Q: I formed an LLC for real estate purposes. Now my mortgage guy says his company does not do mortgages to LLCs. Is that common? Should I stop putting rental properties in the LLC? What about liability?
A: A limited liability company (LLC) is an entity generally used by businesses to insulate the owners of the company from liability. Some years ago, people had a choice between a corporation and a partnership. Both of those types of entities had limitations. A limited liability company allowed owners to have flexibility in the manner in which the owners of the LLC entity would distribute profits and allowed other tax benefits.
Most commercial lenders have no problems giving loans to LLCs and that’s the problem you have run into. You probably aren’t getting a loan from a commercial lender, but from a residential lender.
Residential lenders may have much lower mortgage rates than many commercial lenders, but the rules residential lenders must abide by differ greatly from the rules followed by commercial lenders. One of the rules followed by residential lenders is to make loans to individuals not corporations or companies and, in addition, the property being financed must be residential — it could be a single family or it could be a four unit apartment building.
If you have many properties and run your real estate as a business, you may want to have all of the properties owned by the LLC, in addition to benefiting from the protections from liability that the LLC would give you personally.
Before you decide to stop putting rental properties in an LLC or taking properties out of the LLC, you need to make sure that any transfer from the LLC wouldn’t trigger any adverse federal income taxes. Also, in some states it can be costly to transfer title from the LLC to the individual.
You should sit down with an attorney to discuss these issues. The first issue in deciding whether an LLC is right for you is knowing how it will help you. If you have all of your life savings in the properties that are in the LLC and little in terms of assets outside the LLC, you stand to lose almost everything if your company is sued and loses the case.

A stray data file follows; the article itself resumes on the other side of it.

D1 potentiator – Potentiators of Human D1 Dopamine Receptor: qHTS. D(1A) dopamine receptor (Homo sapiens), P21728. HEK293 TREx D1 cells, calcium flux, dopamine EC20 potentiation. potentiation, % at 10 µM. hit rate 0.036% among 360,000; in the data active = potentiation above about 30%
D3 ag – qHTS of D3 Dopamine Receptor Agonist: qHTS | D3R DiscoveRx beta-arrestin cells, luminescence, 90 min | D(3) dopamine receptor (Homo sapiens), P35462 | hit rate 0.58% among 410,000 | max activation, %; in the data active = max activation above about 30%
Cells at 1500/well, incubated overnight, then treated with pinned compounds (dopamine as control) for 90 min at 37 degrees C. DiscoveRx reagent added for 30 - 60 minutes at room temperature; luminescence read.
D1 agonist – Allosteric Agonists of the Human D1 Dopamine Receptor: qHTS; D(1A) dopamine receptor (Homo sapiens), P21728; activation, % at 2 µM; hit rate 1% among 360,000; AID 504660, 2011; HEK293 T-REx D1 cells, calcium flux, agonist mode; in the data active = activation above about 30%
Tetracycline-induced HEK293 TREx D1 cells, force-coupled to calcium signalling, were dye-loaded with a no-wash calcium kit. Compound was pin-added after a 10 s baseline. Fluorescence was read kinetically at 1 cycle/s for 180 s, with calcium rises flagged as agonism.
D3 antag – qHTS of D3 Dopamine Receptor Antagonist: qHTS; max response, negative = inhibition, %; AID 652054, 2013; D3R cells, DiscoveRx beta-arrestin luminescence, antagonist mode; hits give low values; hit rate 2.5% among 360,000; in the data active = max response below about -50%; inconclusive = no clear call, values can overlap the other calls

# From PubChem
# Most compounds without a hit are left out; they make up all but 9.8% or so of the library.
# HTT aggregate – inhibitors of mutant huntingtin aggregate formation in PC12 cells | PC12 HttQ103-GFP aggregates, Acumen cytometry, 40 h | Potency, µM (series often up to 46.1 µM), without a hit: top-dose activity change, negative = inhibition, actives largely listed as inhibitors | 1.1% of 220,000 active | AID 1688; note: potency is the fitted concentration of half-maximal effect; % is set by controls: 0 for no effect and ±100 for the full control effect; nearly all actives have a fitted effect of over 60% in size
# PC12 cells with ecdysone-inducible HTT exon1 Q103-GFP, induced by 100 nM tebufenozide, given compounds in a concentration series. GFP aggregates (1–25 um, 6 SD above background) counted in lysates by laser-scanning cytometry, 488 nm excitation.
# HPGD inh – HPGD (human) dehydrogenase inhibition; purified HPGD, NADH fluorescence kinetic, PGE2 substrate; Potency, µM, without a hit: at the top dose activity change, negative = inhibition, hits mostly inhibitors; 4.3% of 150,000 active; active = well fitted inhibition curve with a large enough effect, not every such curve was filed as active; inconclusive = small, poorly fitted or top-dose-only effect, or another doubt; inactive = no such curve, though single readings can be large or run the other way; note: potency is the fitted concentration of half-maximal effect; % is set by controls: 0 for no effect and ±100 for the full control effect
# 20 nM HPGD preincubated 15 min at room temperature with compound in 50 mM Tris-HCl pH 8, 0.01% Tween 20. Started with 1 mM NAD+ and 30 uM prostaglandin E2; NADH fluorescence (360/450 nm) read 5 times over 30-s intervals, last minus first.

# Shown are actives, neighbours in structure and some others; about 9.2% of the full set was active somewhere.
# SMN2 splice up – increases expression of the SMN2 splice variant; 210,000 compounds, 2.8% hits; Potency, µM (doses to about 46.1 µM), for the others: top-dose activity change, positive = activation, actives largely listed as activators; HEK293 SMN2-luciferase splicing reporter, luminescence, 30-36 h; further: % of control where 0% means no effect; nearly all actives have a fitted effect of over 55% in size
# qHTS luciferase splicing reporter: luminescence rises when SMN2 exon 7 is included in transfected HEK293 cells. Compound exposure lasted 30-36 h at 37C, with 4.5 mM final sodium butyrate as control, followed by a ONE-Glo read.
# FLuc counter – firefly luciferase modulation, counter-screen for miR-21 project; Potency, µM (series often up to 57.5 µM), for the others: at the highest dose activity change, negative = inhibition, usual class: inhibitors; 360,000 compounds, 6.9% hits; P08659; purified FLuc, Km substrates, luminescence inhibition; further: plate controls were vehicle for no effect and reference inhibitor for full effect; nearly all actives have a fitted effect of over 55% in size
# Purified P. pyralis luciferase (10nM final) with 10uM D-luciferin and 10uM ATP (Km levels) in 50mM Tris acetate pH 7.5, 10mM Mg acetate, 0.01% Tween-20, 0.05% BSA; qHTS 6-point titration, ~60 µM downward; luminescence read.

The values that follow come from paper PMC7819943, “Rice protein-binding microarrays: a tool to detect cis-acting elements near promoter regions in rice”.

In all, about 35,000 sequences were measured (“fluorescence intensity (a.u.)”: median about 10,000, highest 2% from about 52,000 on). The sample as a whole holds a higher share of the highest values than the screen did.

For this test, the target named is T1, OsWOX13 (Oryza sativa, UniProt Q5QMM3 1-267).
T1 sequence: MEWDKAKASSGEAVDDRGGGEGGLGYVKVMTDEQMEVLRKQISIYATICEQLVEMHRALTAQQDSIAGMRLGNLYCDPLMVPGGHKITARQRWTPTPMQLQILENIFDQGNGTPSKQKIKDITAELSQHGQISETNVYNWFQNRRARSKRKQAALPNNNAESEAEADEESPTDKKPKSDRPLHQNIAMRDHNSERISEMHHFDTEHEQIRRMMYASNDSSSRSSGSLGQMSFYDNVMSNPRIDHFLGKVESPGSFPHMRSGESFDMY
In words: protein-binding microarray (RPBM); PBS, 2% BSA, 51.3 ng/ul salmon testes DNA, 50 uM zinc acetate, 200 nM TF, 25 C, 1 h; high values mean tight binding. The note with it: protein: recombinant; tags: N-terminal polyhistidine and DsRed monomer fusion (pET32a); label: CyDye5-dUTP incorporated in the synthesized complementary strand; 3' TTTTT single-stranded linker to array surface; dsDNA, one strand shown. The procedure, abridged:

For some property owners in your situation, they are better off spending more money on broad coverage liability and property insurance than in the costs to set up and maintain an LLC. For others, the answer may be to have multiple LLCs, one for each property they own. Depending on your circumstances, you may decide to keep the LLC or not use it at all.
Finally, when you ask about liability, you need to determine what kind of liability you are trying to protect yourself against. Do you have sufficient insurance to cover you for that issue? If you manage your own properties, could you be personally liable for your poor management? Do you have a third party management company taking care of the buildings? Will you be able to escape liability if one of your tenants is hurt as a result of your direct actions? If you make your own repairs on your building and you do something wrong and someone is hurt, would they be able to sue you directly anyway?
These are the issues you need to discuss with your attorney, and perhaps even your company tax preparer. You may find that a better option is to keep your properties out of the LLC, buy additional insurance to cover any potential liability and obtain cheaper financing from residential lenders.
Jan. 19, 2009.
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